Wednesday, January 3, 2024

Changing Perspective - A Story of an Ant & the Sky

When I was about 12, in the summertime I liked to bring my Barbie dolls into the large backyard where my family lived in Oklahoma, and play pretend.  One day, after some time, I got tired of the dolls and became fascinated with an ant crawling in the grass.  I put the dolls down and laid down on my belly to get a closer look at the ant.  The ant and the blade of grass the ant was crawling up and down looked very small.  But when I got closer, it was as if a whole other world opened up around me. 

What must the world look like from the ant's perspective, I wondered.

The very same small blade of grass and mound of dirt seemed much bigger.  I imagined what it might feel like to be an ant, to walk like an ant walks vertically up and down a blade of grass, among many other blades of grass, each many times bigger than I was. I could feel the cool blade of grass beneath my feet, and the warm sun on my back. The air around me moving gently.  It all seemed quite natural and secure to the ant, who continued to move steadily in the direction it was going.  The mound of ground which included all those blades of grass seemed huge.  The distance from where we were to the fenceline, to the house, seemed very far away.  If I were an ant, it would be a lot of work to travel that far.  And the sky...

I rolled over to look at the sky.  The sky, and the vista of space all around us -- me, and the ant, and the blade of grass -- seemed incredibly vast.  I lost track of time, and began to wonder what it would be like to be a cloud.  

What a blissful day it was.  What a feeling of belonging and connection in my environment.  

This experience I had imagining I was an ant opened something in me - a felt sense of interconnection with access to feel the ant and the blade of grass and the cloud and the sky as a part of me, and that I am also a part of.  That was a gift - that was grace.  

Opening our perspective to new vistas that we can experience in our bodies can feel that way - like opening to a whole new world.  

These days, one of the ways I work with people is helping them shift their consciousness.  While there can be complexity to creating conscious shifts mentally, emotionally, physically, spiritually, and relationally, there can also be a kind of simplicity to it with attuned presence.  

I'm grateful for the privilege I had to be free from danger, safe, and with a yard just beyond my back door surrounded by a quiet neighborhood where I could imagine and wonder and just be.  I'm aware not everyone grows up with that kind of access.  

And wherever we are, whatever state of consciousness we currently inhabit, and whatever our background, shifts are possible.  Like the ant, we start where we are.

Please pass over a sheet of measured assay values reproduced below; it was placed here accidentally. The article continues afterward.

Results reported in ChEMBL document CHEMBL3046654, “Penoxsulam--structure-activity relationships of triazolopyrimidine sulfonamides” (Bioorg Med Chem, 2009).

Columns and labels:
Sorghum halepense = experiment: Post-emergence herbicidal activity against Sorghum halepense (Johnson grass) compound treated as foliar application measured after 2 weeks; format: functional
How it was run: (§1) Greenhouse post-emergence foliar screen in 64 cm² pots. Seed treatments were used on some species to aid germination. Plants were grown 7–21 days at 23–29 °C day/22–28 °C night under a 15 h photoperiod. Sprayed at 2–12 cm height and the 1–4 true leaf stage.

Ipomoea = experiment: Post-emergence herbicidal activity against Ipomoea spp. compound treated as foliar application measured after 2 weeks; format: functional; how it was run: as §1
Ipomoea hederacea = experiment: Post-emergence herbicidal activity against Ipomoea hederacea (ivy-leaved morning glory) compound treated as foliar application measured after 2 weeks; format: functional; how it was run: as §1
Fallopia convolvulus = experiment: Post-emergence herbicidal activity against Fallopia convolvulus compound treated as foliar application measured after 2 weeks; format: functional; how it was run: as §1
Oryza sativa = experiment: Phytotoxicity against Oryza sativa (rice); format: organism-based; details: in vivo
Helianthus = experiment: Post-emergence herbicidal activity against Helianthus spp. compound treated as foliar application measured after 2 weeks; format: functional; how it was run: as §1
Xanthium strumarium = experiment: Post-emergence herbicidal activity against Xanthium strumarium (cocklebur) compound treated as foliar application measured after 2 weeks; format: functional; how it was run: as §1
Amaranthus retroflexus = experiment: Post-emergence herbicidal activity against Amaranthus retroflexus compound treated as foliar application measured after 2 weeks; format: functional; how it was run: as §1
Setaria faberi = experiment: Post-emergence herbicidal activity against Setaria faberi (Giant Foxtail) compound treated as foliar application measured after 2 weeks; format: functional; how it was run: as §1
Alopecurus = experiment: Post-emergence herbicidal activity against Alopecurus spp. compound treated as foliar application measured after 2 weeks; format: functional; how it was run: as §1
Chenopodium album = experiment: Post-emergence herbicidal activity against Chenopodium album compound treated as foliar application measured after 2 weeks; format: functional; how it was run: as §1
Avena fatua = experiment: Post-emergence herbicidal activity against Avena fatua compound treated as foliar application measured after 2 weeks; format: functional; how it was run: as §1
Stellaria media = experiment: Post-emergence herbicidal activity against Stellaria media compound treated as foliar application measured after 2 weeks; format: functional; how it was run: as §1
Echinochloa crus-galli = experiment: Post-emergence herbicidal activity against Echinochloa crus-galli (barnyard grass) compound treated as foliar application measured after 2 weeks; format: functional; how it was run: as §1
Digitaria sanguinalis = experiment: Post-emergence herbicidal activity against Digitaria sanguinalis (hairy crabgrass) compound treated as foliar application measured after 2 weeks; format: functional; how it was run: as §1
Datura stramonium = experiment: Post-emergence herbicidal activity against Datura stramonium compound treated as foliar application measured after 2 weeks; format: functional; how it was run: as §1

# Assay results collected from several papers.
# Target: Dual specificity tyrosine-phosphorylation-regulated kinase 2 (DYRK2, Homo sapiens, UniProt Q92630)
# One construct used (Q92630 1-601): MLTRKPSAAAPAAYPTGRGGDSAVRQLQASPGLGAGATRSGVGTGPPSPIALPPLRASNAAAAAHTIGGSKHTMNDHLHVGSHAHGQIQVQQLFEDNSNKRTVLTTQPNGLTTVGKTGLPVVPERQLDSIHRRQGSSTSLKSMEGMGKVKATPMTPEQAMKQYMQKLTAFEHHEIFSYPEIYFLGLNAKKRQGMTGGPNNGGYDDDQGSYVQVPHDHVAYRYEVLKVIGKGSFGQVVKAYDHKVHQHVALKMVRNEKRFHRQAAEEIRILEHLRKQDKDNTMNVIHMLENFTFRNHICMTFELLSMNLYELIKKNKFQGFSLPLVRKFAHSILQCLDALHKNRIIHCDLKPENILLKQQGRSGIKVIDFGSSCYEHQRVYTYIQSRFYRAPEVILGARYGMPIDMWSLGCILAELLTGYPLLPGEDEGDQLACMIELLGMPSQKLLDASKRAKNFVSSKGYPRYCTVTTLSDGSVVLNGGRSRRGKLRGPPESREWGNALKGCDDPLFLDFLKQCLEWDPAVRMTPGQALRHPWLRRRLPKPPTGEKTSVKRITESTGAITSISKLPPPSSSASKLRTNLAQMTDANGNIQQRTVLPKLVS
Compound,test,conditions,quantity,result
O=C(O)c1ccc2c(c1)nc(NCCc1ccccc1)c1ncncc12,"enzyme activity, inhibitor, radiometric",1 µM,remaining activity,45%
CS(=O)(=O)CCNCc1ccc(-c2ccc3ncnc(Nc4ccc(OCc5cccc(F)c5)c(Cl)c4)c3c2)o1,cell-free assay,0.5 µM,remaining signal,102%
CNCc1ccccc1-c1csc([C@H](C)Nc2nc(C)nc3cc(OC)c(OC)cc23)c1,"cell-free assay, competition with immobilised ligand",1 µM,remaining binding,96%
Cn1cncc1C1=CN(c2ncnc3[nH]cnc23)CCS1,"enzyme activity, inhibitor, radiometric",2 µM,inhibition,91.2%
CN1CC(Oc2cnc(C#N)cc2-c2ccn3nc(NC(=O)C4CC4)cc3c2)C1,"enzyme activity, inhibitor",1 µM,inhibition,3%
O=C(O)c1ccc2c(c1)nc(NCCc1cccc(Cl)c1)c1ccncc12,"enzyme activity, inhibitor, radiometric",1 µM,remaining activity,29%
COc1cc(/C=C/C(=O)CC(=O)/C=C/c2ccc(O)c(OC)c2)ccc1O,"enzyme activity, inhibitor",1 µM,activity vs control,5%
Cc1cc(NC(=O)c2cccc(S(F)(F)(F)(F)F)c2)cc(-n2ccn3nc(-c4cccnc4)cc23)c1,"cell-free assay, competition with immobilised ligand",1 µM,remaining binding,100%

Tuesday, August 2, 2022

Steadiness and Ease, Yoga Sutras style

The yoga sutras encourage us to cultivate two qualities in order to master yoga. The sanskrit is sthiram and sukham, which is often translated to steadiness and ease.  Cultivating these qualities applies to the physical and internal practice of yoga poses, and can be explored in meditation, and in our lives.  It's interesting to me that some discoveries in neuroscience and psychology about attachment, human development, trauma healing and the nervous system guide us in a similar direction.  

On the physical level, steadiness refers to grounding, to finding a good foundation in the pose from the ground up. Steadiness allows us to sustain, with a quality of strength free of rigidity or force: not going against ourselves in any way.  On a more subtle level steadiness implies self connection - attentive to our minds, and connecting with our hearts, and even deeper with our values, purpose, or soul.  When we are connected with what is essential we may draw upon an innate quality of steadiness, an inner ground of being.  

Ease implies a quality of spaciousness with a kind or compassionate orientation towards our experience.  In this context, ease is about cultivating right effort in our practice - neither forceful nor lackadaisical, either of which will disengage us. Ease isn’t about avoiding;  it’s about a way of being with.  Ease also implies openness to trust our process, or trust life.  Our individual paths of trusting can be quite diverse.  Balancing and savoring the breath supports us with both steadiness and ease.  Cultivating steadiness and ease creates a physical and internal environment where joy and discovery can emerge.  

Info about my weekly online Yoga & Meditation classes

Friday, May 27, 2022

What if

What if...

we were here to regulate our nervous systems and expand our nervous system capacity?
   self regulation
   relational regulation

we were here to heal?
   self healing
   relational healing
   ancestral healing
   collective healing

we were here to restore wholeness and connection
with ourselves,
in our families and communities,
in the natural world with humans and non-humans alike?

what if...

we were allies in learning, relating, restoring and co-creating
   even with those of us who don't believe we are, and
   even with those who are actively promoting division?

what if...

we can breathe together,